Sometimes – to extend a metaphor hockey great Wayne Gretsky gave use – besides knowing “where the puck is going”, it is also useful to know who is already skating there to receive it. In the integrative health world, this means keeping an eye where people are showing up – or stepping down. Here are some highlights of recent developments from the institutional side of the integrative health and medicine community including some recent moves and news from key integrative health leaders.
Harkin Institute hires Joseph Jones as first executive director
When Congressional integrative medicine champion Tom Harkin (D-Iowa) retired, he announced that he would continue with some projects about which he is passionate through the Harkin Institute for Public Policy and Citizen Engagement at Drake University. Harkin has shared that an area of focus is wellness, nutrition and integrative health and medicine. Joseph Jones, (pictured right), a Drake alumnus and former Harkin aide has been selected to serve as the founding executive director of the Institute. Jones most recently worked with the Greater Des Moines Partnership where he “helped municipalities and businesses work with the state and federal government through lobbying, education, consulting, and civic engagement.”
Margaret Chesney, PhD steps down from role as director of UCSF Osher Center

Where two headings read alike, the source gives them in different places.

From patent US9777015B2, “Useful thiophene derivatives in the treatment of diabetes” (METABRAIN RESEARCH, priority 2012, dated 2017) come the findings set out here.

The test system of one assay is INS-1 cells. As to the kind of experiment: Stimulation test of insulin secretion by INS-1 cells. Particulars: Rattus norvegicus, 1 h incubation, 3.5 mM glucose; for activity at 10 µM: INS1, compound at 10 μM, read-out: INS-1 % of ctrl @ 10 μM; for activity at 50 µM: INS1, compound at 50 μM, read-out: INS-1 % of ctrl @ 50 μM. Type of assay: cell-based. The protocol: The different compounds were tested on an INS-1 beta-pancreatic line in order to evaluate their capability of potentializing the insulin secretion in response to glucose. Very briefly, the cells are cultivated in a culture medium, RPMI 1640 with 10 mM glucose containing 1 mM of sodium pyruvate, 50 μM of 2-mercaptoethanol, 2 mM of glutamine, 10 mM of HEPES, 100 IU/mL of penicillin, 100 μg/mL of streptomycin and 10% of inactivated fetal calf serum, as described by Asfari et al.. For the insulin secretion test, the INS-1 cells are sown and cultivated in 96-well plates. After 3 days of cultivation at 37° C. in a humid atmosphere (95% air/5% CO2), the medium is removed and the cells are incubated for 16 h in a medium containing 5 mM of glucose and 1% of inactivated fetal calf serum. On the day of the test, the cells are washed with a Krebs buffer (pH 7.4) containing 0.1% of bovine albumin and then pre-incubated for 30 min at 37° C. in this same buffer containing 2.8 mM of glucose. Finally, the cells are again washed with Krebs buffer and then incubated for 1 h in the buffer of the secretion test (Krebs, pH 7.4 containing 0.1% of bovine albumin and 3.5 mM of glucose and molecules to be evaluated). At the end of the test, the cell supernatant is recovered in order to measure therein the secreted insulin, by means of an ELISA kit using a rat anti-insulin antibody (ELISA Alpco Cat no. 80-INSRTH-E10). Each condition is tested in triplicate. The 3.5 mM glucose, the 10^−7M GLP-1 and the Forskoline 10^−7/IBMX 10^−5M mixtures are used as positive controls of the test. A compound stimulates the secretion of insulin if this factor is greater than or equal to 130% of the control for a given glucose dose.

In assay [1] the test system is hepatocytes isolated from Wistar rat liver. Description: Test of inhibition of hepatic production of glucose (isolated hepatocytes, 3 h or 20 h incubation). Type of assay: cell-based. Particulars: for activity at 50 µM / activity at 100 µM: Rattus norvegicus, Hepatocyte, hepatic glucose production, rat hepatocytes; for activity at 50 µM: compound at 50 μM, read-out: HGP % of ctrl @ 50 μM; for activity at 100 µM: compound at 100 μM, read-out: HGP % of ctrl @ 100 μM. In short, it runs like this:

Researcher Margaret Chesney, PhD, (pictured left), has stepped down from her role as director of the Osher Center for Integrative Medicine at UCSF. Chesney is the past deputy director for what was then the National Center for Complementary and Alternative Medicine (now NCCIH) and is the immediate past-president of the Academic Consortium for Integrative Medicine and Health. She is a rare member of the integrative health and medicine community to have been elected to the Health and Medicine Division of the National Academies of Sciences. Shelley Adler, PhD is serving as interim while the Center is recruiting a new executive director.
President Frank Vitale retires after stimulating transformation at Maryland University of Integrative Health
The Maryland University of Integrative Health (MUIH) – the former Tai Sophia Institute – has witnessed phenomenal growth over the past decade with a team lead through most of that time by Frank Vitale, president (pictured right). The institution gained university status and regional accreditation as it expanded to 13 degree and certificate programs and over 1400 students online and on campus. Vitale, an unusual character in the field with a background in financial services in multi-billion dollar mergers and acquisitions, retired in June. A successor is being sought.
Former Penny George Institute leader Lori Knutson, RN in key integrative role at Meridian Health
New Jersey’s Meridian Health, a major delivery organization, has landed Lori Knutson, RN, BCHN, (pictured left), arguably the most experience integrative health and medicine leader in the United States, to serve as the administrator for a system wide integrative initiative. Knutson formerly directed the multi-location integrative initiative at Allina Health that is based on the Penny George Institute for Health and Healing. Knutson’s extensive integrative health resume includes advising the Veteran’s Health Administration on its integrative strategies and serving as core faculty for the Duke Leadership Program in Integrative Healthcare. She has been honored by the American Holistic Nurses Association as “Holistic Nurse of the Year.”